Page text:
My colleague started rubbing at the letters, and said, ‘Yep, it says Phoenix’. I grabbed it out of his hand and couldn’t believe what I saw — because this never happens. It didn’t make sense to find a ship’s name on a chisel, but there it was!

The exciting moment was not the chisel itself, it was the validation of all my research up to that point. This was proof that I had found the right wreck through research, rather than through luck of finding a chisel.

I had been the one to advocate for its identification as Phoenix II, so it was a particularly special moment for me. Now I can say for sure in my dissertation that it’s the Phoenix II, rather than Wreck II believed to be the Phoenix II.”

steamboat The Phoenix II probably resembled this steamboat woodcut used to advertise Lake Champlain steamboats in local newspapers. | Source: The Steamboats of Lake Champlain: 1809-1930 (Vermont Heritage Press, 1997)

As an archaeologist, what fascinates you about steamboats?

CK: “For thousands of years, boats had been powered by wind or manpower, restricted by how long a person can row or paddle, or by the speed and direction of the wind. In 1807, all of a sudden you have a steam engine — powered by coal or wood — that can propel the boat more reliably and on a schedule.

Imagine how this must have looked to people in the 1800s — putting a fire on a wooden hull in the water. It was exciting!

My research looks at passenger boats — elegant vessels with huge paddle wheels, gilded moldings and mahogany railings. At the time, this was how people got around, like our cars or buses today.

About the Phoenix II specifically, we have the captain’s journal. That’s how we know the first cholera death in North America occurred on Phoenix II, coming from Montreal.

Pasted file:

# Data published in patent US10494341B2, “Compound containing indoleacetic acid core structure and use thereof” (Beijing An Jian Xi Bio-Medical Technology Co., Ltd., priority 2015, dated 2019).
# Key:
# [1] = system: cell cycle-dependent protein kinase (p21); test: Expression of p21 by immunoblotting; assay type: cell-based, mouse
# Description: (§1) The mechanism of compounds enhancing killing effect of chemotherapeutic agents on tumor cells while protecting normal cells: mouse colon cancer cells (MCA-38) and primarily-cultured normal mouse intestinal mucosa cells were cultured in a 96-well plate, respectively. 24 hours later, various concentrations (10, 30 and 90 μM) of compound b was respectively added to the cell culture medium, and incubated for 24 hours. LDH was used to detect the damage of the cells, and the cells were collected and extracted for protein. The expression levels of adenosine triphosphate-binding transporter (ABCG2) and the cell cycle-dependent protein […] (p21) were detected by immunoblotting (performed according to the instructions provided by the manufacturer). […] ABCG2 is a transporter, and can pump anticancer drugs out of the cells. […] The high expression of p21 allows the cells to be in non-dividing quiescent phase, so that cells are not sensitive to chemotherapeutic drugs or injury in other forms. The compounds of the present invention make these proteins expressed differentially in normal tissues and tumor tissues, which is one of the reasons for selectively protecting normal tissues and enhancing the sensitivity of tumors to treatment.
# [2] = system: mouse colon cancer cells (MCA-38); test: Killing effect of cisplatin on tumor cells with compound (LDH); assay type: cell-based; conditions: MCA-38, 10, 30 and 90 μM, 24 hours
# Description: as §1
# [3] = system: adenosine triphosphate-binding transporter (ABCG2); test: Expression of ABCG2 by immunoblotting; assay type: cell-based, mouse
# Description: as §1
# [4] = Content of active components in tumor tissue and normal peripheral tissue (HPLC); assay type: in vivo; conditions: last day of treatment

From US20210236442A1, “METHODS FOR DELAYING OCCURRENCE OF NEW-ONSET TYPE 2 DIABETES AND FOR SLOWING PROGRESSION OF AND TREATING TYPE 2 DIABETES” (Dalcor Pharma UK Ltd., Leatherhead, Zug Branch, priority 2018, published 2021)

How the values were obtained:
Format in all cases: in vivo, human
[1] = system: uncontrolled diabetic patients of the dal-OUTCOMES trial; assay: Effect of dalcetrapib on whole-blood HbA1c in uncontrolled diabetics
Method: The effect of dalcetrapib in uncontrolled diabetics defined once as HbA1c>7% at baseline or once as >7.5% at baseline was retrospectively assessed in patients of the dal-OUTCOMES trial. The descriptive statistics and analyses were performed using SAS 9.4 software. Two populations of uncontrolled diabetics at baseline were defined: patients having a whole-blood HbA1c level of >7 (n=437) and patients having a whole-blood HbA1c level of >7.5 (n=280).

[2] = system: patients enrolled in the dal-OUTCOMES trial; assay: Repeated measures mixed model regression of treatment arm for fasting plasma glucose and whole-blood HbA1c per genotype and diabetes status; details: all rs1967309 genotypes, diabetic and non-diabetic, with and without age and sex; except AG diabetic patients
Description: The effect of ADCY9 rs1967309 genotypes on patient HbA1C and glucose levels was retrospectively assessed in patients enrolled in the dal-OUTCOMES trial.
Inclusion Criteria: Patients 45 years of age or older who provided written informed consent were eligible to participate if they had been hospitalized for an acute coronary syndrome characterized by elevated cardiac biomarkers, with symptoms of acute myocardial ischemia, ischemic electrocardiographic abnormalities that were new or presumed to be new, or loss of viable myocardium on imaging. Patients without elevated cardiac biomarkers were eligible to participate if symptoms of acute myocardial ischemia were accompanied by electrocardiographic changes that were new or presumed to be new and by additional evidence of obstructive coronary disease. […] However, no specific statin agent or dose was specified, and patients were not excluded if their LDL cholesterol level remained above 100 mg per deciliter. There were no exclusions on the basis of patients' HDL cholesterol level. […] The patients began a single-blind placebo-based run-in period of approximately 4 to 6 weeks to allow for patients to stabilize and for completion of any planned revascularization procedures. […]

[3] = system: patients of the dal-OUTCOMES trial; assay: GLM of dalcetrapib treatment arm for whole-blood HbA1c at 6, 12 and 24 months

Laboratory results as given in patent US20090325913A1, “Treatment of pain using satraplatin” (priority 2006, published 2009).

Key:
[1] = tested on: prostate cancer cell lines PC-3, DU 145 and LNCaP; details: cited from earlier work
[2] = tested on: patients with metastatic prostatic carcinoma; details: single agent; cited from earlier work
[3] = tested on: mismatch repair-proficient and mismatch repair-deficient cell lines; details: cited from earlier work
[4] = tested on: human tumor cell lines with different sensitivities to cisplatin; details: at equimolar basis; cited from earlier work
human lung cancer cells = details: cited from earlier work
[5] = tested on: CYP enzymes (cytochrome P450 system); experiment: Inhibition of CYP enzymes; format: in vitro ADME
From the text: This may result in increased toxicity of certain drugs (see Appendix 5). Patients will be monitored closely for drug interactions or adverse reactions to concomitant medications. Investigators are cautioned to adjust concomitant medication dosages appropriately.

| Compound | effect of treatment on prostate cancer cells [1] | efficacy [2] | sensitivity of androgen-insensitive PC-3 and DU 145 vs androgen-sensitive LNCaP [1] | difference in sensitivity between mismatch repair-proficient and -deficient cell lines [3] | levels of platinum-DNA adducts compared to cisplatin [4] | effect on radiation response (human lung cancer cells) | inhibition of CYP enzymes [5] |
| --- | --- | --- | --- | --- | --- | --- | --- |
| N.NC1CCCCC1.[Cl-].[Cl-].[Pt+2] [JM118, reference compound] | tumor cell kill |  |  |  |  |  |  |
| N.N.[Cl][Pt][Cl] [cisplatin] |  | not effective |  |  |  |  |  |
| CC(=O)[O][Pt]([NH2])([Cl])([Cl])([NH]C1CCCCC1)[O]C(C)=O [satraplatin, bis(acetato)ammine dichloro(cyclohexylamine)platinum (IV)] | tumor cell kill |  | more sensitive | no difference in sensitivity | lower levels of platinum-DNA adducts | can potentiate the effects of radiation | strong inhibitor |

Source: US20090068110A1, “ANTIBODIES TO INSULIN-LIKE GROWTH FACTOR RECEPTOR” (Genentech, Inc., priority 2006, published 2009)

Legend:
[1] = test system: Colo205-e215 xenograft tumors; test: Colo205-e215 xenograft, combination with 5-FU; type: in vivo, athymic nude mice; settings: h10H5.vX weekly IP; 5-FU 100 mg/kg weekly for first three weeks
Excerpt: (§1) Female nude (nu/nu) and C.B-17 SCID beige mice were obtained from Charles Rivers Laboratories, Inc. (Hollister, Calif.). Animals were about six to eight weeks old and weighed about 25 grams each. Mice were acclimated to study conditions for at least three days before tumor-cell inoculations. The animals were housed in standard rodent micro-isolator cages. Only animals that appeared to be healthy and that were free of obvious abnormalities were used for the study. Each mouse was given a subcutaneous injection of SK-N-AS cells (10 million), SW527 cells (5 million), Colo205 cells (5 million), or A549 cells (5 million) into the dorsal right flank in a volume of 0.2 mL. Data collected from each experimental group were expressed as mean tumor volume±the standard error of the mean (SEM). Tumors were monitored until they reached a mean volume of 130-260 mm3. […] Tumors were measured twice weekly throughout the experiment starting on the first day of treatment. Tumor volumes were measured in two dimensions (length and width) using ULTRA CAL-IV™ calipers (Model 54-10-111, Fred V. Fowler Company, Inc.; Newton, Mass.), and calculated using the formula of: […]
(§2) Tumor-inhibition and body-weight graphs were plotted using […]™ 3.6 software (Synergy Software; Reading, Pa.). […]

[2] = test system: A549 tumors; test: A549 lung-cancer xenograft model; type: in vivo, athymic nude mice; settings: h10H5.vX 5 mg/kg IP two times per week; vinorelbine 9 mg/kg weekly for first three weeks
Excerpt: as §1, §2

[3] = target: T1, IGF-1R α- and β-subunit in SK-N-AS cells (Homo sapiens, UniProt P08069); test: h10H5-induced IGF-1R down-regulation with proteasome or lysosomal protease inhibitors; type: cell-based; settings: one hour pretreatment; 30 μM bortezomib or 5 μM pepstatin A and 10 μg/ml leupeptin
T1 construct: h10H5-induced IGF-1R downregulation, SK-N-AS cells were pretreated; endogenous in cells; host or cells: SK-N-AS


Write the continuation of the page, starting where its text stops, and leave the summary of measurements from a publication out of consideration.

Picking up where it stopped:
The Phoenix II brought cholera into the U.S., then the bacteria travelled down to New York City, killing thousands, and so on. It’s horrible, but of great historical significance — and is an amazing historical link to this boat.”

How did your studies at Concordia help you get where you are today?

CK: “I discovered my interest in archaeology at Concordia. I took an intro course with Jane Francis [associate professor in the Department of Classics, Modern Languages and Linguistics], which really opened my eyes.

Dr. Francis, to this day, is a role model to me. Her archaeological work in Crete is fascinating, and she’ll always be a favourite professor! She encouraged me to apply to Texas A&M University for graduate school.

When I mentioned an interest in nautical archaeology, Dr. Francis encouraged me to find a field school to try it out and see if I really wanted to go into that. And I did. I found one in Menorca, Spain, and the following year, I came across a program at the Lake Champlain Maritime Museum.

It was a fluke. I’d grown up around Lake Champlain and never connected it to archaeology in any way whatsoever — until I found that school online, which eventually led to my PhD research on the lake.”